♪ Well, there was this movie I seen one time
About a man riding cross the desert and it starred Gregory Peck
He was shot down by a hungry kid trying to make a name for himself
The townspeople wanted to crush that kid down and string him up by the neck
Well, the marshal, now he beat that kid to a bloody pulp
As the dying gunfighter lay in the sun and gaped for his last breath
“Turn him loose, let him go, let his say he outdrew me fair and square
I want him to feel what it’s like to every moment face his death” ♪
— Bob Dylan and Sam Shepard
The week’s Weekend Politics Thread lyrical epigraph misquotes dialog1 toward the end of The Gunfighter. Still, Dylan and Shepard manage to capture the “From Hell’s heart” vibe of Jimmy2 Ringo’s dying words.
Viewers meet Peck’s Ringo shortly after he reaches the ancient-for-a-gunslinger age of 39 years. We quickly learn our protagonist lives so far outside the law he exists as the embodiment of a special form of cosmic and eternal judgment. The first rule of Gunfighter Club? Never shoot a man who does not shoot first. That credo does nothing to dissuade confrontations. It actually goads pretenders to Ringo’s crown as fastest in the West to fatally chump themselves.
Ringo’s soul weariness also surfaces early. He wants his wife back. He wants to meet the now 8-year-old boy he fathered but abandoned before birth. He wants to start a melon farm in California.3 In the nearer term, he just wants to spend a solid 12 hours day-drinking in peace.4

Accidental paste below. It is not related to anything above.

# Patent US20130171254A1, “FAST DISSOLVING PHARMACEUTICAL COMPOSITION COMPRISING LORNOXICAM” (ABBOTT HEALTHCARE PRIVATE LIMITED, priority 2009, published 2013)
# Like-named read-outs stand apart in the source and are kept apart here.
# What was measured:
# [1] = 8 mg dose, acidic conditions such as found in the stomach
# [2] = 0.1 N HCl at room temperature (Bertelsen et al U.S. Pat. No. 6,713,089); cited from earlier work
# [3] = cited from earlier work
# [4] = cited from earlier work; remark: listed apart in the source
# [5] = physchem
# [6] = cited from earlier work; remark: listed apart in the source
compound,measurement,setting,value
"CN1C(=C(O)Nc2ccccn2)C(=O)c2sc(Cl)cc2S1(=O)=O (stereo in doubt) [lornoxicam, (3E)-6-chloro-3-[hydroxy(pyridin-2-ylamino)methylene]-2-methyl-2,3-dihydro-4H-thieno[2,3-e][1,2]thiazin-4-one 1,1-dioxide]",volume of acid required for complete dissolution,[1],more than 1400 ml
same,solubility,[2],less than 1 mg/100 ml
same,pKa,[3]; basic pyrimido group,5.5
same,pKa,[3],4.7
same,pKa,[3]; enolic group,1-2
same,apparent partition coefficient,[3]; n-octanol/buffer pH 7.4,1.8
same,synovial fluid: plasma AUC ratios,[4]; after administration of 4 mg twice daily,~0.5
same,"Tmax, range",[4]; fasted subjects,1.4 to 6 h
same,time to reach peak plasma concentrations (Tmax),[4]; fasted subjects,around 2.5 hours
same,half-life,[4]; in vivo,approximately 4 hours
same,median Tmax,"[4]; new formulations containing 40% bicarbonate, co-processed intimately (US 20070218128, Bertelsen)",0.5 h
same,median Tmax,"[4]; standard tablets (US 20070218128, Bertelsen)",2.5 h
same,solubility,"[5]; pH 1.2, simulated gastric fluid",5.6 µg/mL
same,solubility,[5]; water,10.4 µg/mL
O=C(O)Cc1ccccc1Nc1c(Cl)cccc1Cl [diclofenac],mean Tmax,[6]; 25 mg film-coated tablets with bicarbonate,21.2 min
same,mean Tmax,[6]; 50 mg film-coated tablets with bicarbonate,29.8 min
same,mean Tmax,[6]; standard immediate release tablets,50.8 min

The first nine-tenths of the movie allows Ringo to check off every box but the melon farming. Then, some coward ambushes him from behind in an alley.
Seeing The Gunfighter for the first time in mid-2021 makes it look an awful lot like an allegory for America’s then-newly acquired status as the world’s sole superpower. Ringo starts each day and approaches every stranger with good intentions, but bad actors will not stop hassling him. Justifiable causes for deadly violence about even though Ringo repeatedly proves capable of solving problems using only his wit, charm and compromise. Someone will eventually come along to relieve the burden, but sweet release inevitably arrives at the very moment when the future appears brightest.
Or, very selectively and with serious reservations about going full Billy Joel not starting a fire,
- Destroy the village to save it
- Iranian hostages through 9/11
- Camp David Accords and SALT
- The rise of the tea party and Trumpism, or le déluge après Obama5
This looks like the fate of all empires. But your WPT host certainly saw much more than the screenwriters and director committed to page and screen. Another line from the song “Brownsville Girl” applies: “The only thing we knew for sure about Henry Porter is that his name wasn’t Henry Porter.” Even if the moral of the movie originally amounted to nothing deeper than “Fuck around and find out,” the material lends itself to serious extrapolation.
So, to reference the song that kicked this off a last time:
♪ There was a movie I seen one time, I think I sat through it twice
I don’t remember who I was or where I was bound
All I remember about it was it starred Gregory Peck, he wore a gun and he was shot in the back
Seems like a long time ago, long before the stars were torn down ♪